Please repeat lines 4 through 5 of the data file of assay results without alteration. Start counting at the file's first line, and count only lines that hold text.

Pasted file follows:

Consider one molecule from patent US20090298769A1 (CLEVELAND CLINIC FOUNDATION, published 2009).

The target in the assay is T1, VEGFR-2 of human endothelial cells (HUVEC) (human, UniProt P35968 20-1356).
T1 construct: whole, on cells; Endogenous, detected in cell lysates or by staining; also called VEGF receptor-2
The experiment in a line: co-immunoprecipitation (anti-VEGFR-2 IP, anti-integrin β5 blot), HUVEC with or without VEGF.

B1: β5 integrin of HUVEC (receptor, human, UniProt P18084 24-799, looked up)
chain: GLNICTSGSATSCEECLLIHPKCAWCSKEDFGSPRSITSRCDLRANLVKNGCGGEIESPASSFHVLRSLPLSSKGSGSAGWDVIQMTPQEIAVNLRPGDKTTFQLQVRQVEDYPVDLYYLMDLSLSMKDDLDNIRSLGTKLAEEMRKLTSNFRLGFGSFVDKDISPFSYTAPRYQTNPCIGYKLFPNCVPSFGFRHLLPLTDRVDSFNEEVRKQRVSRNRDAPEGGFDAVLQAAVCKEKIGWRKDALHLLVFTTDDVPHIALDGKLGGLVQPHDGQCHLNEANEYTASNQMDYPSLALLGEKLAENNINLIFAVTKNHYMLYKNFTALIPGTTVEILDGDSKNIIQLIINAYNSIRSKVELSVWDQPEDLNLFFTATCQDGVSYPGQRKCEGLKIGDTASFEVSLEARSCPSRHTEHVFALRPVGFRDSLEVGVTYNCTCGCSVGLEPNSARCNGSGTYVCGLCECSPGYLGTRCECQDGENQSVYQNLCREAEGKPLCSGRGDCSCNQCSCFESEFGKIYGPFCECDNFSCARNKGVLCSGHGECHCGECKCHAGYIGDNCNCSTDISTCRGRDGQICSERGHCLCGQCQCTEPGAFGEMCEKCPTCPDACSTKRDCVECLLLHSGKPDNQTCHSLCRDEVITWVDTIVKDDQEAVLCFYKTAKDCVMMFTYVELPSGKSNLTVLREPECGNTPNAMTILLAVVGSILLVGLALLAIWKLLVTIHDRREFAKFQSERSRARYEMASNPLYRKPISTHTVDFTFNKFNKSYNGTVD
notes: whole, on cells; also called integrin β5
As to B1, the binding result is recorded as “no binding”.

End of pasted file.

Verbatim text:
The experiment in a line: co-immunoprecipitation (anti-VEGFR-2 IP, anti-integrin β5 blot), HUVEC with or without VEGF.

B1: β5 integrin of HUVEC (receptor, human, UniProt P18084 24-799, looked up)